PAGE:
General Court doesn’t bottle it in 3D trademarks ruling

A recent General Court decision has confirmed that a 3D trademark can consist of the shape of goods or their packaging. Claire Jones outlines the ruling.

Wajos GmbH filed an EU application back in December 2015 for the 3D bottle shape (pictured right) that it used for edible oils and beverages in classes 29, 30, 32 and 33 (full details here). Wajos bottle

The Examination Division refused the mark (later supported by the Board of Appeal), on the basis that the applied-for mark was not capable of indicating commercial origin and was non-distinctive. (So far, not surprising for those that have ever attempted to secure registration for bottle shapes).

On appeal, however, the General Court overturned the EUIPO’s previous decisions, ruling that the shape is registerable as a 3D trademark, and that consumers are fully capable of perceiving the shape of packaging as an indication of origin, provided that the shape in question has sufficient characteristics to attract their attention. Since the assessment of the distinctive character of 3D trademarks must not be stricter than for other forms of trademarks, it is sufficient that the form for which registration is sought to have a minimum degree of distinctiveness and for the grounds of refusal to not apply.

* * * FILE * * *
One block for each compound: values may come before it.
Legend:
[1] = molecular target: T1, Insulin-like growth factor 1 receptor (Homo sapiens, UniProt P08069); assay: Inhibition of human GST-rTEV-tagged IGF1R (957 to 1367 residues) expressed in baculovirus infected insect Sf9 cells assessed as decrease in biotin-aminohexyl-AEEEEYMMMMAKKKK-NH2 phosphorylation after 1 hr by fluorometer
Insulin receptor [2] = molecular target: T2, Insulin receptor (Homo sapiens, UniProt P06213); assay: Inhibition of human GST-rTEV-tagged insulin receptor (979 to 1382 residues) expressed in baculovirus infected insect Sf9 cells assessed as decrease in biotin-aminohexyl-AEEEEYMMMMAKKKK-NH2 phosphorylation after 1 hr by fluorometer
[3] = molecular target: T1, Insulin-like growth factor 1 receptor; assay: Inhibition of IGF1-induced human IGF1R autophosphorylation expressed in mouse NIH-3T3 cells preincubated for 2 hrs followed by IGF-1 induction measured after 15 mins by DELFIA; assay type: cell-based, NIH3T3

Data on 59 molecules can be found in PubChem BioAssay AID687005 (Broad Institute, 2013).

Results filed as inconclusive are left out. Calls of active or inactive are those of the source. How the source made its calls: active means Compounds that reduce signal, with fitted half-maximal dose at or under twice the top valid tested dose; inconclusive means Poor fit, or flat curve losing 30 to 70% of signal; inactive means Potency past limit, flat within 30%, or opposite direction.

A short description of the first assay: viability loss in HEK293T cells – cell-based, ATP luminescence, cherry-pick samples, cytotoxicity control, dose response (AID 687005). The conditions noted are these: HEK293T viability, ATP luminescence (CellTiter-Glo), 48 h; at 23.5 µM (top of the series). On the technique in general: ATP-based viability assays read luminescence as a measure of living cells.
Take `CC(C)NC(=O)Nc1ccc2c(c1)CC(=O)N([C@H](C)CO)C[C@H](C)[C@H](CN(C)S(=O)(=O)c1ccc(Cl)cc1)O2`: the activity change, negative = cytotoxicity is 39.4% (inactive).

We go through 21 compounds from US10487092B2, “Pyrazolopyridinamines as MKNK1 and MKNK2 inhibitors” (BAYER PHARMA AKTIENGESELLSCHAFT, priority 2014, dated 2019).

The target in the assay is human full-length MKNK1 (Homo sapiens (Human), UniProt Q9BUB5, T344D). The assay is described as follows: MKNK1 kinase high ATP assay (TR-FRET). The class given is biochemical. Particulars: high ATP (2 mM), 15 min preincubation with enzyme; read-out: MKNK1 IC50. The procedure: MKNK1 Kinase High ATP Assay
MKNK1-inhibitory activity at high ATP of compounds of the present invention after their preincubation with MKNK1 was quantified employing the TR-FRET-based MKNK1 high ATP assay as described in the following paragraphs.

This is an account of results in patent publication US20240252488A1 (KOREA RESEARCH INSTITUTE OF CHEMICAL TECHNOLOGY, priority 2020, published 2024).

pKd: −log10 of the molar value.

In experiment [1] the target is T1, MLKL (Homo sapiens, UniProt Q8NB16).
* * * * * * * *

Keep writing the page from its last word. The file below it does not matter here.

• Technical and functional
    The Board of Appeal had argued that the shape was a usual form of packaging for the goods in question, and did not differ significantly from an ordinary bottle shape. The only difference was the central bulb (‘bead’) that was more pronounced. However, as this bead was technical and functional, the mark was not registerable as it was a characteristic of the goods. The General Court disagreed, finding that competitors in the food sector are confronted with technical constraints in terms of the packaging and labelling of their goods. Accordingly, there is an incentive for businesses to distinguish their products from competitors to attract consumers.
  • Minimum degree of distinctiveness
    The court affirmed that it was the bead that allowed the mark to have the minimum degree of distinctiveness. Whilst the feature had technical and functional characteristics, it also conferred an aesthetic value.

Protecting shapes as 3D trademarks

Although Wajos was successful in its appeal, the decision does not make the path clearer for those seeking to protect their bottle shapes. While the court did agree that consumers could see packaging as an indication of the product’s origin, there is still a requirement for the shape to have sufficient characteristics to attract that consumer’s attention. The more customary the shape, the less distinctive character, which with it will be imbued. In addition, in this case, the bead and the unusual shape did depart quite significantly from other more traditional bottle shapes applied for. All that being said, the ruling is still good news for any organisation seeking to protect its shapes as 3D trademarks, and could have a positive impact on EUIPO’s future decisions.

Claire Jones is a Trademark Attorney at Novagraaf in the UK.

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